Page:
Power of attorney executed with assignment deed under SARFAESI Act wasn’t liable for separate stamp duty: SC
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- Last Updated on 4 May, 2022
Case Details: Asset Reconstruction Co. (India) Ltd. v. Chief Controlling Revenue Authority -  138 taxmann.com 37 (SC)
Judiciary and Counsel Details
- Hemant Gupta and V. Ramasubramaniam, JJ.
Facts of the Case
In the instant case, the Oriental Bank of Commerce (OBC) assigned a debt in favour of appellant – an Asset Reconstruction Company (ARC) registered u/s 3 of The Securitisation and Reconstruction of Financial Assets and Enforcement of Security Interest Act, 2002 (SARFAESI Act).
Along with the assignment deed, the Bank had executed an irrevocable Power of Attorney (PoA) in favour of the company, empowering the assignee, as an agent of the Bank, to sell any immovable property. The assignment deed was registered with the Sub-Registrar and the stamp duty was paid on it.
However, an audit objection was raised by the Office of Accountant General on the ground that the assignment deed contained a reference to a Power of Attorney (PoA) and hence PoA was chargeable to stamp duty under the Bombay Stamp Act, 1958. Thereafter, the Stamp Duty Collector referred the matter to the Chief Controlling Revenue Authority, who in turn issued a notice to the appellant.
After considering the reply submitted by the appellant, the Chief Controlling Revenue Authority passed an order setting aside the order of adjudication and directed recovery of the deficit stamp duty.
Further, on the submission of the application, the Chief Controlling Revenue Authority referred to two questions for opinion of the Court:
(a) Whether the objection raised by the accountant general proper or not?
(b) Whether the appellant is liable to pay the stamp duty as per the Bombay Stamp Act or not?
Accordingly, a full Bench of the Gujarat High Court held that separate stamp duty has to be paid on the PoA as well. Further, the full Bench of HC relied on Article 45(f) of Schedule I to the Bombay Stamp Act, 1958 which makes a PoA given for a consideration and containing an authority to sell any immovable property chargeable to stamp duty. The ARC approached the SC against the full Bench verdict.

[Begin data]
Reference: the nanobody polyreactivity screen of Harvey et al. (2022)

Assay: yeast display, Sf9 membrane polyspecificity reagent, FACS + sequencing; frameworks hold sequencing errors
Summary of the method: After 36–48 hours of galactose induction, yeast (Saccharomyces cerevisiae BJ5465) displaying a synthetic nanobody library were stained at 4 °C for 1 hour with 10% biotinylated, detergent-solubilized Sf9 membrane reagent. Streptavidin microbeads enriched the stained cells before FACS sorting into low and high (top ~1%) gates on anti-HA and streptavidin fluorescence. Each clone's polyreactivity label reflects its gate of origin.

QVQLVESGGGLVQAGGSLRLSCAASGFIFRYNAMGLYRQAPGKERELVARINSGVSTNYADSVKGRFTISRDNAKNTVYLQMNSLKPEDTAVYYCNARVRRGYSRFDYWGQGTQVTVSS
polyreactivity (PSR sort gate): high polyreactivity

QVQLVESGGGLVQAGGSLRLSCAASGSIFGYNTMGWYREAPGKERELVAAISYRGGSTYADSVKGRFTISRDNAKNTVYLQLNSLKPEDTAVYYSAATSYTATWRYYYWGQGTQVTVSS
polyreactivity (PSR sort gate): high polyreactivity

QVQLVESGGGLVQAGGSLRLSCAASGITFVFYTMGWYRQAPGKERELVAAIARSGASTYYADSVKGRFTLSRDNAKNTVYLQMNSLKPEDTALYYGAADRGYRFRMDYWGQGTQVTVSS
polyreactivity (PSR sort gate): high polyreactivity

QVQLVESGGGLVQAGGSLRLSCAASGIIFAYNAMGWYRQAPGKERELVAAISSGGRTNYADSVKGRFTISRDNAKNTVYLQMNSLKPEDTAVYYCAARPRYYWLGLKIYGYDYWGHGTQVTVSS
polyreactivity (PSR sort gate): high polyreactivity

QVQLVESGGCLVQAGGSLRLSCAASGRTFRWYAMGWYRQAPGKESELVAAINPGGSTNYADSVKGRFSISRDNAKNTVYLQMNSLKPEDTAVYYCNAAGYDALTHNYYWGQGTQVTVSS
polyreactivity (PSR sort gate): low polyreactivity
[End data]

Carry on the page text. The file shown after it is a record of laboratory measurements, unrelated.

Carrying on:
Supreme Court Held
On appeal, the Supreme Court held that the reasoning of the High Court cannot be accepted as for invoking Article 45(f) of Schedule I to the Bombay Stamp Act, 1958, two conditions have to be satisfied i.e. the PoA should have been given for a consideration and an authorization to sell any immovable property should flow out of the instrument. In the present case, the consideration was paid by the ARC to the bank for the purpose of acquisition of the financial assets. Further, the authorization to sell any immovable property didn’t flow out of the PoA instead flows out of the provisions of the SARFAESI Act.
In this regard, a bench observed that the HC overlooked the fact that there was no independent instrument of PoA and that the power of sale of a secured asset flowed out of the provisions of the SARFAESI Act, 2002 and not out of an independent instrument of PoA.
The Court noted that under Amendment Act 44 of 2016, subsection (1A) was inserted in section 5 of the SARFAESI Act, exempting from stamp duty, any document executed by any bank in favour of ARC. Though the amendment was not applicable to this particular case, the Court said that it has taken note of the amendment to show how far the Parliament has gone.
Further, the Court observed that once a single instrument has been charged under a correct charging provision of the Statute, the Revenue Authority cannot split the instrument into two, because of the reduction in the stamp duty facilitated by a notification issued by the Government.
Accordingly, the appeal was allowed and the demand of stamp duty on PoA was set aside.
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